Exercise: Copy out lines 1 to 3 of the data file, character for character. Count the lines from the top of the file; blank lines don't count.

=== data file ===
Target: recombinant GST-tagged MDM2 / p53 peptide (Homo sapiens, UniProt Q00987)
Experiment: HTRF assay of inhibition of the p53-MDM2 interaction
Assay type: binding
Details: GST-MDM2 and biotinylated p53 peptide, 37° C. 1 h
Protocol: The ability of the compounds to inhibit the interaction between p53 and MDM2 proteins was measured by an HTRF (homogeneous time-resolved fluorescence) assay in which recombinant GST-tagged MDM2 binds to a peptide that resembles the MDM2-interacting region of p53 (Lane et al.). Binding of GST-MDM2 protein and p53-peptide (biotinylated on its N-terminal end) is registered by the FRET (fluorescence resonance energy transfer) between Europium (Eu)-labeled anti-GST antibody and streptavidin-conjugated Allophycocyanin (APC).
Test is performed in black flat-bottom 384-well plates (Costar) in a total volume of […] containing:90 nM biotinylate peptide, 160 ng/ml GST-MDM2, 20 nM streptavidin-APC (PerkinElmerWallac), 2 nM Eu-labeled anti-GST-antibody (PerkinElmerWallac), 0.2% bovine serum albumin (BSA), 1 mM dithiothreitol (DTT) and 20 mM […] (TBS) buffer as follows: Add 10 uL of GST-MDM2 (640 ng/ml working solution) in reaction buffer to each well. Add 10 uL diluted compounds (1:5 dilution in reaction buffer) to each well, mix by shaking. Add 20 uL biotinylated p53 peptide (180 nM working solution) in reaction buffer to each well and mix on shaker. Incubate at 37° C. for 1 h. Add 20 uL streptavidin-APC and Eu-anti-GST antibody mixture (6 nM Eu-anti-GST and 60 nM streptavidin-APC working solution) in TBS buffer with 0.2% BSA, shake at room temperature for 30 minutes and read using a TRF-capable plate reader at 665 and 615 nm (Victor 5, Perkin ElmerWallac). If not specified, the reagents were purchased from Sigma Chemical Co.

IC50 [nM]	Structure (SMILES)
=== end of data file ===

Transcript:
Target: recombinant GST-tagged MDM2 / p53 peptide (Homo sapiens, UniProt Q00987)
Experiment: HTRF assay of inhibition of the p53-MDM2 interaction
Assay type: binding